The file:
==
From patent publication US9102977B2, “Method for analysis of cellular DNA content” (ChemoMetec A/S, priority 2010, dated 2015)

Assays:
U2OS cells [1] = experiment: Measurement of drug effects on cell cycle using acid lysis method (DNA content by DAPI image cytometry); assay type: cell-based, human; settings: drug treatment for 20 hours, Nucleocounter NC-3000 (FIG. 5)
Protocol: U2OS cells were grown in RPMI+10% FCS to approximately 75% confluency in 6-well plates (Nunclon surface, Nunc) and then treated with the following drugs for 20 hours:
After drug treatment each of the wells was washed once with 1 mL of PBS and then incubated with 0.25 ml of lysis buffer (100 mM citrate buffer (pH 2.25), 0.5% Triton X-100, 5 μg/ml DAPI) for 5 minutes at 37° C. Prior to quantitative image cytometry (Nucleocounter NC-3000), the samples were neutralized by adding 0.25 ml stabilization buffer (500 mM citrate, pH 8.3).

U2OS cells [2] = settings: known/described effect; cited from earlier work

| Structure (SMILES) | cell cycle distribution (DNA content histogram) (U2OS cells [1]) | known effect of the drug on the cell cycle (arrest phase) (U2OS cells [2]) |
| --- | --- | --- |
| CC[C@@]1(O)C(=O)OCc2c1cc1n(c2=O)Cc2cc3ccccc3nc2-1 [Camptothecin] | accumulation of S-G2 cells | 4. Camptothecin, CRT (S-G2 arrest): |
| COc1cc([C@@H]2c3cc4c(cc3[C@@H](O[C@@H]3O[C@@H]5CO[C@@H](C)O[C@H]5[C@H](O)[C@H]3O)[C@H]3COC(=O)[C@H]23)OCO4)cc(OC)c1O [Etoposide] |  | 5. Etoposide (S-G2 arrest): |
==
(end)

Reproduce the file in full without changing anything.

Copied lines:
From patent publication US9102977B2, “Method for analysis of cellular DNA content” (ChemoMetec A/S, priority 2010, dated 2015)

Assays:
U2OS cells [1] = experiment: Measurement of drug effects on cell cycle using acid lysis method (DNA content by DAPI image cytometry); assay type: cell-based, human; settings: drug treatment for 20 hours, Nucleocounter NC-3000 (FIG. 5)
Protocol: U2OS cells were grown in RPMI+10% FCS to approximately 75% confluency in 6-well plates (Nunclon surface, Nunc) and then treated with the following drugs for 20 hours:
After drug treatment each of the wells was washed once with 1 mL of PBS and then incubated with 0.25 ml of lysis buffer (100 mM citrate buffer (pH 2.25), 0.5% Triton X-100, 5 μg/ml DAPI) for 5 minutes at 37° C. Prior to quantitative image cytometry (Nucleocounter NC-3000), the samples were neutralized by adding 0.25 ml stabilization buffer (500 mM citrate, pH 8.3).

U2OS cells [2] = settings: known/described effect; cited from earlier work

| Structure (SMILES) | cell cycle distribution (DNA content histogram) (U2OS cells [1]) | known effect of the drug on the cell cycle (arrest phase) (U2OS cells [2]) |
| --- | --- | --- |
| CC[C@@]1(O)C(=O)OCc2c1cc1n(c2=O)Cc2cc3ccccc3nc2-1 [Camptothecin] | accumulation of S-G2 cells | 4. Camptothecin, CRT (S-G2 arrest): |
| COc1cc([C@@H]2c3cc4c(cc3[C@@H](O[C@@H]3O[C@@H]5CO[C@@H](C)O[C@H]5[C@H](O)[C@H]3O)[C@H]3COC(=O)[C@H]23)OCO4)cc(OC)c1O [Etoposide] |  | 5. Etoposide (S-G2 arrest): |